Let Columbus Appraisal Company, LLC help you learn if you can cancel your PMI
It's widely known that a 20% down payment is common when purchasing a home. Considering the liability for the lender is generally only the difference between the home value and the amount due on the loan, the 20% supplies a nice cushion against the costs of foreclosure, selling the home again, and regular value fluctuationson the chance that a borrower doesn't pay.
The market was accepting down payments down to 10, 5 and even 0 percent during the mortgage boom of the last decade. How does a lender handle the increased risk of the small down payment? The solution is Private Mortgage Insurance or PMI. PMI takes care of the lender in case a borrower defaults on the loan and the market price of the home is less than what the borrower still owes on the loan.
Because the $40-$50 a month per $100,000 borrowed is compiled into the mortgage payment and many times isn't even tax deductible, PMI is pricey to a borrower. It's money-making for the lender because they collect the money, and they get paid if the borrower doesn't pay, contradictory to a piggyback loan where the lender consumes all the deficits.
Does your monthly mortgage payment include PMI? Contact us, you may be able to save money by removing your PMI.
How can a buyer refrain from paying PMI?
With the employment of The Homeowners Protection Act of 1998, on most loans lenders are obligated to automatically cancel the PMI when the principal balance of the loan reaches 78 percent of the beginning loan amount. Savvy homeowners can get off the hook sooner than expected. The law designates that, upon request of the homeowner, the PMI must be dropped when the principal amount equals only 80 percent.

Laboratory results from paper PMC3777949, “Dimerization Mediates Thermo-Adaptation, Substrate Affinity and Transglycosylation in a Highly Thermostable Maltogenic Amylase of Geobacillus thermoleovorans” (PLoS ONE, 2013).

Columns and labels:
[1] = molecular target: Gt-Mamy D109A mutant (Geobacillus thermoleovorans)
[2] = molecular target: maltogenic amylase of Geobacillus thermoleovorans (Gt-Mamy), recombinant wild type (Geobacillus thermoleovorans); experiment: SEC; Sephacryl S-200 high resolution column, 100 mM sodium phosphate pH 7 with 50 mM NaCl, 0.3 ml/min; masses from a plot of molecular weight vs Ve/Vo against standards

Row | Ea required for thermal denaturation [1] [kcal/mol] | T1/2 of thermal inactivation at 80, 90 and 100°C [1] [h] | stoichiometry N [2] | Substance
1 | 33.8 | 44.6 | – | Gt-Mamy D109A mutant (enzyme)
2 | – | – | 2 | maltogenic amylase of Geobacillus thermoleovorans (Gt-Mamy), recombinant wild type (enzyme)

It can take countless years to reach the point where the principal is only 20% of the original loan amount, so it's crucial to know how your home has appreciated in value. After all, all of the appreciation you've accomplished over the years counts towards removing PMI. So what's the reason for paying it after your loan balance has dropped below the 80% mark? Your neighborhood might not be heeding the national trends and/or your home could have acquired equity before things calmed down, so even when nationwide trends indicate plummeting home values, you should realize that real estate is local.
The hardest thing for many homeowners to understand is just when their home's equity goes over the 20% point. An accredited, licensed real estate appraiser can definitely help. As appraisers, it's our job to understand the market dynamics of our area. At Columbus Appraisal Company, LLC, we're experts at analyzing value trends in Westerville, Franklin County and surrounding areas, and we know when property values have risen or declined. Faced with information from an appraiser, the mortgage company will generally eliminate the PMI with little effort. At that time, the homeowner can delight in the savings from that point on.
Want to learn more about PMI and the Homeowners Protection Act? Click this link: